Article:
The metachromatic dye effect, i.e. the property of heparin and its derivatives in triggering metachromatic changes of the UV/VIS -spectrum in basic dyes (e.g. toluidine blue) was tested according to Silbert, Biochem. Biphys. Res. Commun. 69: 570, 1976, with heparin and the product from Example 5A. While the strongest effect was measured with heparin, the hydrolyzate exhibited a markedly weaker effect. The slopes of the two linear curves (dependence of metachromatic effect on concentration) are as 1 (heparin) : 0.65.

The rate of reaction of heparinase (E.C. 4.2.2.7) from Flavobacterium heparinum with heparin and its derivatives as substrate is strongly dependent upon the structure of the respective substrate. Conversely, the degree of structural deviation of the substrate from heparin can thus be expressed as the ratio of the heparinase activity of heparin to the activity of the tested derivative. The activity was measured under the following conditions according to A. Linker, Methods in Enzymology 28: 1972 and PCT-patent/US 81/01081: heparinase was isolated from Flavobacterium heparinum by chromatography over hydroxyl apatite and phosphocellulose. Samples of 20 ul heparin or of the heparin hydrolyzate substance (25 mg/ml) and 20 ul heparinase solution were mixed with 2.5 ml of a buffer mixture of 0.25 M sodium acetate solution and 0.025 M calcium acetate solution (pH 7.0). The enzymation reaction was recorded at 30° C. by registering the changes in extinction at 232 nm as a function of time. The slope of the time/conversion curve of heparin was set at 100%. Preliminary tests ascertained that the reaction took place at substrate saturation. A rate of reaction of 54% relative to heparin was found for the product from Example 5A.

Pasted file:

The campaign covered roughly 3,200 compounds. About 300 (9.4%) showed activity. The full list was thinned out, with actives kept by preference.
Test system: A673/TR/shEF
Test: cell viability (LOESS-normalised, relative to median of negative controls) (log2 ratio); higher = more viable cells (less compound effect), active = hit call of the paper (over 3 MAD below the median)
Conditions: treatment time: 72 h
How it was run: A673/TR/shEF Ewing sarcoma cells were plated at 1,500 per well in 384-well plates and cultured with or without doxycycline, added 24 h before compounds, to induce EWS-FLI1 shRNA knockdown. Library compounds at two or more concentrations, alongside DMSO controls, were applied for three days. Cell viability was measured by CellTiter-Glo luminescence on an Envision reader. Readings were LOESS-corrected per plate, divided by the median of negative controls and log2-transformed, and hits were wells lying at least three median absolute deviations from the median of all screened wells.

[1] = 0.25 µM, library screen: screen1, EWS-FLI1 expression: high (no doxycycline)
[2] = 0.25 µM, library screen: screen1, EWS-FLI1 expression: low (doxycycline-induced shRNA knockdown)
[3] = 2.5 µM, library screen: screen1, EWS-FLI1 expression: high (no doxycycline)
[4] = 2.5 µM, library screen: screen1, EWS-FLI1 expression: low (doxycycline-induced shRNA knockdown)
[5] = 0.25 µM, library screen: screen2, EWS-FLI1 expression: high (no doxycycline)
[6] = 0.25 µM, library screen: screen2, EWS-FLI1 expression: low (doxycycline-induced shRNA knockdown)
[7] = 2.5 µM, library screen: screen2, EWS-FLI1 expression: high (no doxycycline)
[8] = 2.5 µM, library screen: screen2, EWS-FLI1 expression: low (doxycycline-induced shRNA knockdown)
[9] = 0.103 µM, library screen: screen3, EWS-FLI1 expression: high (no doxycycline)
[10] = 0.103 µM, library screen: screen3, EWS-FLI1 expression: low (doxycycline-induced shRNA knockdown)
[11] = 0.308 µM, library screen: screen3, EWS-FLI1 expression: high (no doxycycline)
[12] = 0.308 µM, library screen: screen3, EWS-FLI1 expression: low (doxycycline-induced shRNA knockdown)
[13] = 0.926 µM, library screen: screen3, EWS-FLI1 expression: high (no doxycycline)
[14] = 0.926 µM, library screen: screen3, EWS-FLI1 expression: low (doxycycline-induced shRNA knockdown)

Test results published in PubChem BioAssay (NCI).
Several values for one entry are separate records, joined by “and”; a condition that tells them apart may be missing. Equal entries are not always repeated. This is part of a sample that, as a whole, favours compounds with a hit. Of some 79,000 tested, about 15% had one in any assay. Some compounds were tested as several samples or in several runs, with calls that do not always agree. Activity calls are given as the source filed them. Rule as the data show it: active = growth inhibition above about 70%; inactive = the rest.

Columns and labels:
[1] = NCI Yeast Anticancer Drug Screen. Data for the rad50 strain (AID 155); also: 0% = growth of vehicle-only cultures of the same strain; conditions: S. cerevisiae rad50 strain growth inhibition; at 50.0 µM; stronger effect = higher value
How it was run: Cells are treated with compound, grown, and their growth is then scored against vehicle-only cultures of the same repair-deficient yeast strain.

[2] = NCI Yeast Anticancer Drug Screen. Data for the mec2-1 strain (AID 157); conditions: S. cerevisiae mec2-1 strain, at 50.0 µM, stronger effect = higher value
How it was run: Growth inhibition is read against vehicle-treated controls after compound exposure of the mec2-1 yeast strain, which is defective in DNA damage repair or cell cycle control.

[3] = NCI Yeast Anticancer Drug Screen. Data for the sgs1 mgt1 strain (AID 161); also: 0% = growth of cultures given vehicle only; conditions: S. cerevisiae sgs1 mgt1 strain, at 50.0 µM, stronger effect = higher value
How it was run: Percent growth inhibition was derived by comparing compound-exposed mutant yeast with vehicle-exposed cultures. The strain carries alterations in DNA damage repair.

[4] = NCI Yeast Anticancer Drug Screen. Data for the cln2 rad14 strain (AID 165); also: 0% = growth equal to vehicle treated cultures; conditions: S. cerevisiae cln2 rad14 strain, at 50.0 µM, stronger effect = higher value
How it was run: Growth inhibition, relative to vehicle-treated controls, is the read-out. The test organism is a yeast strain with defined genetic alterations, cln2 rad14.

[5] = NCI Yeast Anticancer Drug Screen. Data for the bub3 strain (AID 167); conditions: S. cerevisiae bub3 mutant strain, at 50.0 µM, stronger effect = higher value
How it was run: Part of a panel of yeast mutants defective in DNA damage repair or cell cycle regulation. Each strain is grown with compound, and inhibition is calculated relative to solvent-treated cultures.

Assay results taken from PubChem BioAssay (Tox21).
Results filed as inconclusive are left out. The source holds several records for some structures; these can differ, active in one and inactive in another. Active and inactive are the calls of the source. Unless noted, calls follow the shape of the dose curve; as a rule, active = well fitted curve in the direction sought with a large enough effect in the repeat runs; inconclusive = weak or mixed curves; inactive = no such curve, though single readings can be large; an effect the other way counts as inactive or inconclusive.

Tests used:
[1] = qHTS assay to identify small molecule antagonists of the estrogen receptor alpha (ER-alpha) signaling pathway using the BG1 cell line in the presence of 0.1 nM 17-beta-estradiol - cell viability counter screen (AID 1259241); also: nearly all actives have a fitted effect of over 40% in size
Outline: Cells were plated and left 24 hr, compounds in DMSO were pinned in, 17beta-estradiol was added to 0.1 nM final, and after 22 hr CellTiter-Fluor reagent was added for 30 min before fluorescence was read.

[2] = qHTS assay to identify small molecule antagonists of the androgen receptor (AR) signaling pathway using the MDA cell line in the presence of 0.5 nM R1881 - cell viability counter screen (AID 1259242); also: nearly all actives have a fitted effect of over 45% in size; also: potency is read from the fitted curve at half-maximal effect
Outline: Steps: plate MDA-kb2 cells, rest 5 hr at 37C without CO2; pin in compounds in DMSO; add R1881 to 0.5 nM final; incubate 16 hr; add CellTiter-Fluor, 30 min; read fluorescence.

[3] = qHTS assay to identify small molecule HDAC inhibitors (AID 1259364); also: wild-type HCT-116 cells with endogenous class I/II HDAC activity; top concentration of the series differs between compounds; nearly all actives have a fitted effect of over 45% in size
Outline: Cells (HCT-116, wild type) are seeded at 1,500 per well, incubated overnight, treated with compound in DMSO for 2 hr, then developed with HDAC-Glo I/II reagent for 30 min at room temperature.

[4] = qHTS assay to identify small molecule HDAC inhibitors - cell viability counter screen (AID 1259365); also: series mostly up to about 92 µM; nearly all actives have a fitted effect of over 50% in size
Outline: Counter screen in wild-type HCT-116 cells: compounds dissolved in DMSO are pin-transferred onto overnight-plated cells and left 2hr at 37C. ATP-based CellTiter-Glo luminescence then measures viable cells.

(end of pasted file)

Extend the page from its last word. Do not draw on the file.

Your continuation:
The specific rotation of the starting heparin had a mean of 50.9° ; a specific rotation (α)D 20 of 42.5° was found for the product from Example 5A.